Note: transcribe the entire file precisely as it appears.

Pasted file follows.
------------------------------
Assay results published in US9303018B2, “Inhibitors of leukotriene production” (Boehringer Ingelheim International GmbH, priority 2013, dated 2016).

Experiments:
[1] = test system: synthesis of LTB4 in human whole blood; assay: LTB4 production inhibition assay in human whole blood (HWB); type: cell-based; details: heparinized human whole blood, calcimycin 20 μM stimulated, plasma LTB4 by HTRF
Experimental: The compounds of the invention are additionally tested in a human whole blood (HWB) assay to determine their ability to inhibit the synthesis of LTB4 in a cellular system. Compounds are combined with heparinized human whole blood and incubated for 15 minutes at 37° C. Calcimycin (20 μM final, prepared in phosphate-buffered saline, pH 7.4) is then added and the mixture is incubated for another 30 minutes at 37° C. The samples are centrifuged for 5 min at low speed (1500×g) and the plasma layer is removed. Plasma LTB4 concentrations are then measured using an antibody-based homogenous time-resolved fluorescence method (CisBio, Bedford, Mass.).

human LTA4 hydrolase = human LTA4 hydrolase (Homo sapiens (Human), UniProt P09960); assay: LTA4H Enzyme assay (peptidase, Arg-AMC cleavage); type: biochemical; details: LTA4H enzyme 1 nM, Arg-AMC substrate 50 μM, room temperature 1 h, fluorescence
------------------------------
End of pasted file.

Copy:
Assay results published in US9303018B2, “Inhibitors of leukotriene production” (Boehringer Ingelheim International GmbH, priority 2013, dated 2016).

Experiments:
[1] = test system: synthesis of LTB4 in human whole blood; assay: LTB4 production inhibition assay in human whole blood (HWB); type: cell-based; details: heparinized human whole blood, calcimycin 20 μM stimulated, plasma LTB4 by HTRF
Experimental: The compounds of the invention are additionally tested in a human whole blood (HWB) assay to determine their ability to inhibit the synthesis of LTB4 in a cellular system. Compounds are combined with heparinized human whole blood and incubated for 15 minutes at 37° C. Calcimycin (20 μM final, prepared in phosphate-buffered saline, pH 7.4) is then added and the mixture is incubated for another 30 minutes at 37° C. The samples are centrifuged for 5 min at low speed (1500×g) and the plasma layer is removed. Plasma LTB4 concentrations are then measured using an antibody-based homogenous time-resolved fluorescence method (CisBio, Bedford, Mass.).

human LTA4 hydrolase = human LTA4 hydrolase (Homo sapiens (Human), UniProt P09960); assay: LTA4H Enzyme assay (peptidase, Arg-AMC cleavage); type: biochemical; details: LTA4H enzyme 1 nM, Arg-AMC substrate 50 μM, room temperature 1 h, fluorescence